China and Global Governance Series: China and Global Energy Security

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The world energy market is undergoing tremendous changes in terms of production and consumption, resulting in a new landscape of global energy security. At the same time, renewable energy, smart grids, and hydrogen energy will bring about a new energy geopolitical map. Under such circumstances, countries around the world should accelerate energy transition through innovations in production, consumption, technology, and institutions. They can leverage China’s Belt and Road Initiative (BRI) to further the integration of Asian, European, and African energy markets, and improve common energy security while circumventing potential risks.

About Author

LIU Qiang, Ph.D. in Economics, is senior researcher and director of the Energy Division of the Institute of Quantitative and Technical Economics, the Chinese Academy of Social Sciences (CASS). He is also secretary-general of the Global Forum on Energy Security (GFES) which he co-founded in 2012 with the United States Energy Council and the Institute for the Analysis of Global Security (IAGS); principal professor of the International Seminar on Belt and Road Initiative (BRI) and Energy Connectivity hosted by CASS; and BRI and energy policy consultant of the United Nations Economic and Social Council for Asia and the Pacific.

Table of Contents
List of Exhibits
Chapter One Energy Security:Concepts and Practices
1.1 Definition and Key Concerns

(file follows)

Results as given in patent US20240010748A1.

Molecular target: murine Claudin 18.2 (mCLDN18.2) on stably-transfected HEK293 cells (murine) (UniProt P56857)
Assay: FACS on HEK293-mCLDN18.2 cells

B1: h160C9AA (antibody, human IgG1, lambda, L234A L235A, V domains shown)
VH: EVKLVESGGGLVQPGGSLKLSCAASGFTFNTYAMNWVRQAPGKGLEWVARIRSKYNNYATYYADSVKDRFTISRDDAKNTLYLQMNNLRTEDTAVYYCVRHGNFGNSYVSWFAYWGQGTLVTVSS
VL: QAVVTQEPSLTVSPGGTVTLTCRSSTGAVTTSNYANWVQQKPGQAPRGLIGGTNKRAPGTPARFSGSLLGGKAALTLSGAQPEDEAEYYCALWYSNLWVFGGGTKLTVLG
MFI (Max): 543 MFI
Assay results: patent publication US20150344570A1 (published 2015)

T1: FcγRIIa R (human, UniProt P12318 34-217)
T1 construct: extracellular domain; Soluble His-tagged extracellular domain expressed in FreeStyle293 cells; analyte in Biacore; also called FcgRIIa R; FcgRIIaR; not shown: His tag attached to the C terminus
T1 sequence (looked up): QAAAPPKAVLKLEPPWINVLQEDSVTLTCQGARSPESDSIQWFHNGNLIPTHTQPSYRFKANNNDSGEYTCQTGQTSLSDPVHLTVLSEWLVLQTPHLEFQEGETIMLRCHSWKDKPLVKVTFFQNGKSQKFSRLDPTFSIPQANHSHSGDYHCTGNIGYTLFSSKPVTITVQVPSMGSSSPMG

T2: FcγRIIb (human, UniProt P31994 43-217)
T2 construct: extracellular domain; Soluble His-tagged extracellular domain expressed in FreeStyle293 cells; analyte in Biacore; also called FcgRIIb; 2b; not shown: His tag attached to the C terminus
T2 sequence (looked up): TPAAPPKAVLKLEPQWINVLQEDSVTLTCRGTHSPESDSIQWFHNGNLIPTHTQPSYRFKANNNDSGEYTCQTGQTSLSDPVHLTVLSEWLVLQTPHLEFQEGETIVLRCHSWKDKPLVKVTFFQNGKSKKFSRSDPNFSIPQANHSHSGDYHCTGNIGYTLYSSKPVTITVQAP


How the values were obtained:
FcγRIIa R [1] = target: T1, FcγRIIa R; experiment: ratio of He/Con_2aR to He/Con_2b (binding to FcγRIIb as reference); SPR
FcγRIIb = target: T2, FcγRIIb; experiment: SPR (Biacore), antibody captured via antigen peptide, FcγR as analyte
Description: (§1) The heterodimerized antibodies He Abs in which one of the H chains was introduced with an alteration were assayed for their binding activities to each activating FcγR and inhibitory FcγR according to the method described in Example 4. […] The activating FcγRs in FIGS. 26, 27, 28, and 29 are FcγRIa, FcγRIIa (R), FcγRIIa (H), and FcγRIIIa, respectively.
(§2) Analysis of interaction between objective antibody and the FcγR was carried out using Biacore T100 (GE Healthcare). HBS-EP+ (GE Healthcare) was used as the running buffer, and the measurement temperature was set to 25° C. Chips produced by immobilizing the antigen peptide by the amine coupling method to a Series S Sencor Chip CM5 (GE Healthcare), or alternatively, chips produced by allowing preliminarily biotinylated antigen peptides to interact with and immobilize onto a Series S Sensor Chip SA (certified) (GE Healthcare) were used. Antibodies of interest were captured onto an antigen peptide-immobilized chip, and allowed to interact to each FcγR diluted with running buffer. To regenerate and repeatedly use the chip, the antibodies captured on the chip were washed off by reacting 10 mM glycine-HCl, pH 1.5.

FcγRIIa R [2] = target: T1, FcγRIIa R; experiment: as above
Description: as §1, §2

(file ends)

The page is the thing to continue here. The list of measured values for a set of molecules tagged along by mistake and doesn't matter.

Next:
1.1.1 Definitions
1.1.2 Key Concerns of Energy Security
1.1.3 Principles of Global Energy Security Governance
1.2 Energy Security Policy
1.2.1 Energy Security Policies of Some Major Countries
1.2.2 Review of Energy Security Policy
1.3 World Energy Security Mechanisms and the China Solution
1.3.1 Review of the World's Energy Governance Mechanisms
1.3.2 Main Problems of Current Global Energy Governance
1.3.3 Chinese Program of Global Energy Governance
1.4 China's Contributions and Program on Global Energy Security
1.4.1 Chinas Major Contributions to Global Energy Security
1.4.2 Significance of Chinas Program to Global Energy
Security Governance

Chapter Two Building a Robust,Steady,and Economical
Energy Supply System
2.1 China's Energy Status and Challenges
2.1.1 Basic Conditions of Energy Resources
2.1.2 Main Challenges
2.2 Relying on Domestic and Overseas Resources to Establish
Resource Security
2.2.1 Fully Utilizing Domestic Energy Resources
2.2.2 Optimizing Overseas Resources to Obtain Resource
2.3 Establishing a Strong and Stable Production System
2.3.1 Energy Production Development Strengthens Supply
2.3.2 Continuously Improving Energy Independence
2.3.3 Promoting Energy Production Revolution and Building
a New Clean and Low-Carbon System
2.4 Establishing Comprehensive Basic Infrastructure Service System
2.4.1 Oil and Gas Pipeline Network System
2.4.2 Power Grid Construction
2.5 Effectively Regulating the Market and Ensuring Smooth Economic
2.5.1 Basic Policy
2.5.2 Promoting Institutional Revolution and Modernization of
Governance System
2.5.3 Oil and Gas System Reform
2.5.4 Power Grid System Reform
2.6 Promoting the Energy Science and Technology Revolution
2.6.1 Main Policy of Technological Innovation of Energy Science 117
2.6.2 Key Tasks

Chapter Three Achieving a High-Efficiency
and Low-Carbon Energy System
3.1 Energy Consumption Revolution Policy
3.1.1 Resolutely Controlling the Total Amount of Energy
3.1.2 Adjusting Energy Consumption Structure to Achieve
Clean and Efficient Goals
3.1.3 Deepening Energy Conservation and Emission
Reduction Efforts
3.1.4 Promoting Urban and Rural Electrification
3.1.5 Establishing the Concept of Energy Thriftiness
3.1.6 Structural Adjustments
3.2 Main Practices of the Energy Consumption Revolution
3.2.1 Accelerating Industrial Energy Conservation and
Green Development
3.2.2 Re-electrification Facilitates Energy Revolution